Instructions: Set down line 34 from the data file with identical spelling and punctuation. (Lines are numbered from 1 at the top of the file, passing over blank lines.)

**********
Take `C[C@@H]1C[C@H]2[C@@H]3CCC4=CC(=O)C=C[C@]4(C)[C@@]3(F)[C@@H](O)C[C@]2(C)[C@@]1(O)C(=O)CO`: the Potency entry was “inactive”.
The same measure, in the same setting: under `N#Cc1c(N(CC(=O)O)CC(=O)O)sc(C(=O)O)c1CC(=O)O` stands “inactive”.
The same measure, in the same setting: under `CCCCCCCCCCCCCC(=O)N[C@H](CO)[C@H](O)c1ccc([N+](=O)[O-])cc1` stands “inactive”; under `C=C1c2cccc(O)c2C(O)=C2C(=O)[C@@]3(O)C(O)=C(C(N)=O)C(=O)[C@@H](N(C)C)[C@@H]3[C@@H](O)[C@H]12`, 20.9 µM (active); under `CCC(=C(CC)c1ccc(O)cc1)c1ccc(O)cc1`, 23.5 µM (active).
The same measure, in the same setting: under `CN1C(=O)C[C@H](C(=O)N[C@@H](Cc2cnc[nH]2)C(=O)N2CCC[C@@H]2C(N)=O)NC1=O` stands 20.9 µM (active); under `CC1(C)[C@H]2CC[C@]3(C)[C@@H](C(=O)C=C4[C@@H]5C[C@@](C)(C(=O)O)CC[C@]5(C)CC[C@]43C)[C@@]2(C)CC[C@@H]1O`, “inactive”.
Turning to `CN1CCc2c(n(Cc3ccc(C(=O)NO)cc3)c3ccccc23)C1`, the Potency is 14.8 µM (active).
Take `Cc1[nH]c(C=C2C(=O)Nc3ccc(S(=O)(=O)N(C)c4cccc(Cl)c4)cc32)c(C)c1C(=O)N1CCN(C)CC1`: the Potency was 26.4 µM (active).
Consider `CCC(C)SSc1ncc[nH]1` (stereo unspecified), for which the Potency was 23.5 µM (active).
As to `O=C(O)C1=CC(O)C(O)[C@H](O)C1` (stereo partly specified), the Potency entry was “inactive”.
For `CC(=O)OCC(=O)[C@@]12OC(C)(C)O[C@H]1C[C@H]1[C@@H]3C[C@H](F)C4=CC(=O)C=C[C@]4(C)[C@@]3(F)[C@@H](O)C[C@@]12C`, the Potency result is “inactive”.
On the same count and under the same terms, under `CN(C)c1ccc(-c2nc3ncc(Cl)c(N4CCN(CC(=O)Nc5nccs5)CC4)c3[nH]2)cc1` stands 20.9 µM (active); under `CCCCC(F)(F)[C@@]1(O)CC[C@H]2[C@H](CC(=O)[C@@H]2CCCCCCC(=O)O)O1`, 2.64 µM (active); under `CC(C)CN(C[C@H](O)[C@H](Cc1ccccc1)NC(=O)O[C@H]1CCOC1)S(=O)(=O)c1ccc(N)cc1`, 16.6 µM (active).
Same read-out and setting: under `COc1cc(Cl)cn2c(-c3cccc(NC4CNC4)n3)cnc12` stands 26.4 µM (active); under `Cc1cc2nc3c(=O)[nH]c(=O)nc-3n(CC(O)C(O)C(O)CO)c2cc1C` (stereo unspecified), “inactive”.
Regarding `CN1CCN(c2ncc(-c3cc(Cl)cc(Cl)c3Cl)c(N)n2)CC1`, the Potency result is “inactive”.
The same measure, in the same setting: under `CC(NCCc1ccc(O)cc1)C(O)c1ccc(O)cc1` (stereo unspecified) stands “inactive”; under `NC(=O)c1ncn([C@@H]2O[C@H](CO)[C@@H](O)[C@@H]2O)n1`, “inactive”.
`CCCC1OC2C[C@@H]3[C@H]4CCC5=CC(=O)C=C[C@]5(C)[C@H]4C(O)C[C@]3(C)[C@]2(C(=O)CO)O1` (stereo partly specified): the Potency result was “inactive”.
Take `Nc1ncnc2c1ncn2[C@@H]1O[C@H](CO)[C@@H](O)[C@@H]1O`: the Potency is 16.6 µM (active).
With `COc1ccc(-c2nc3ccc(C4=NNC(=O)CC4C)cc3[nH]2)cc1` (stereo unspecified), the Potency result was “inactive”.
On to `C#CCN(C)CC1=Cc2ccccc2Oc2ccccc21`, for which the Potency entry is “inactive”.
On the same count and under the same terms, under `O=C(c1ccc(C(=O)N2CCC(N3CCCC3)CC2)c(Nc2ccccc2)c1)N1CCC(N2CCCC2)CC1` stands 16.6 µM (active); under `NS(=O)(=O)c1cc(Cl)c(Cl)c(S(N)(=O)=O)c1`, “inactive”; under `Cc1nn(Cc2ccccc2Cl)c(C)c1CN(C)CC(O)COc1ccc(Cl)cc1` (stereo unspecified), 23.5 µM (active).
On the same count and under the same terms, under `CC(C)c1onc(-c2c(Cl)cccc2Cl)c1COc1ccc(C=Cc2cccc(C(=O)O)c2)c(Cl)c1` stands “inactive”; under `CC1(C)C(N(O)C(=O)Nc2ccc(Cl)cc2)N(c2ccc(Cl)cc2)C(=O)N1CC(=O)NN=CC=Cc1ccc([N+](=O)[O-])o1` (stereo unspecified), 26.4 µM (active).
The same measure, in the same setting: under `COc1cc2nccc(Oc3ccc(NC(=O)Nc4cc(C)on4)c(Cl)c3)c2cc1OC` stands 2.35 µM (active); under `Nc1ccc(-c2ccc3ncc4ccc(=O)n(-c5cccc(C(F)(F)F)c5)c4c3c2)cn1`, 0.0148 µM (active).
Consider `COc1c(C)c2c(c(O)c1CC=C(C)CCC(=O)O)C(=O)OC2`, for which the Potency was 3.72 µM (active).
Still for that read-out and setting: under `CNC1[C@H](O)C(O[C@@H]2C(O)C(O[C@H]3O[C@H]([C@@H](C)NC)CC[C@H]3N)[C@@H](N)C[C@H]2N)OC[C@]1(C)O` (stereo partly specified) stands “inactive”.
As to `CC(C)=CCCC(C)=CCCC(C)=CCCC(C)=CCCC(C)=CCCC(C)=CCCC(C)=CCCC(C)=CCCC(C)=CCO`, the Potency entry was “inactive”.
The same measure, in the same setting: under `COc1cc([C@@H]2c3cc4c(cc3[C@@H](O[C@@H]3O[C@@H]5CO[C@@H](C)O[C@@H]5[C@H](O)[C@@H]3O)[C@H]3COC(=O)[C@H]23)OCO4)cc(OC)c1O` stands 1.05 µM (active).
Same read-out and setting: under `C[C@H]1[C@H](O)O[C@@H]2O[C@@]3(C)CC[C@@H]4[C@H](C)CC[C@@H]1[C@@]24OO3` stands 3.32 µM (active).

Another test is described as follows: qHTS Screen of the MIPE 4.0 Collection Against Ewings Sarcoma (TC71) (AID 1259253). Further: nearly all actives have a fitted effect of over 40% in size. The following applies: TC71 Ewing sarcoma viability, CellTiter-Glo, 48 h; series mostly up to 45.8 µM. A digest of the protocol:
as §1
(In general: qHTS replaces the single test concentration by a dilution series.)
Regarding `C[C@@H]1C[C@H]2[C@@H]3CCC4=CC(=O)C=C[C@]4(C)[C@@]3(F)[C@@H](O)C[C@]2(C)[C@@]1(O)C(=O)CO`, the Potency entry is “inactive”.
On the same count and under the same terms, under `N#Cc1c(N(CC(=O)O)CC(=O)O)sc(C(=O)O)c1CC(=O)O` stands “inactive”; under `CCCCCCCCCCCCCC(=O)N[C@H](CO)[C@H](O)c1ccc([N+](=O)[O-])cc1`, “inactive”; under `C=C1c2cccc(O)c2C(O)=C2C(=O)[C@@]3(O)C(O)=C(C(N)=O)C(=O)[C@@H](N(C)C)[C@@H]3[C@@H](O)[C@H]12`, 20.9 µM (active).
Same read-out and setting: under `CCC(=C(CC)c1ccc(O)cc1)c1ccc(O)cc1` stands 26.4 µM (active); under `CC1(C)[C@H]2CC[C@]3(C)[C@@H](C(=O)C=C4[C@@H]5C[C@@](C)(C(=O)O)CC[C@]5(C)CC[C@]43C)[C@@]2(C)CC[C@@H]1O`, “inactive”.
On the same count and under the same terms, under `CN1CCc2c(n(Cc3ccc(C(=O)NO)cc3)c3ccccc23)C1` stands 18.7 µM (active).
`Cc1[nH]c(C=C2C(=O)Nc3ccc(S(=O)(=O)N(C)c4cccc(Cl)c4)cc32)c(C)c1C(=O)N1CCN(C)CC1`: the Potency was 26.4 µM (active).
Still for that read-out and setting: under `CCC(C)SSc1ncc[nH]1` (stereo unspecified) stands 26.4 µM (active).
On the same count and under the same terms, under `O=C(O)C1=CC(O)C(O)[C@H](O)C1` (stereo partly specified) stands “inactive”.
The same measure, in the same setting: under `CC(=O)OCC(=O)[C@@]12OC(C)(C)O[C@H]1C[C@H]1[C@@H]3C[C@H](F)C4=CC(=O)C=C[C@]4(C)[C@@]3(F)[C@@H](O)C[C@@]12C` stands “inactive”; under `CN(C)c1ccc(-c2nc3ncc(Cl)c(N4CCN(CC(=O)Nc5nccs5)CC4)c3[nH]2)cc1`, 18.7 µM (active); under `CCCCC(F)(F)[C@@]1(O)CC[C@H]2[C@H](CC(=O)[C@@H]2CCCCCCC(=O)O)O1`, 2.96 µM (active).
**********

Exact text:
Still for that read-out and setting: under `CCC(C)SSc1ncc[nH]1` (stereo unspecified) stands 26.4 µM (active).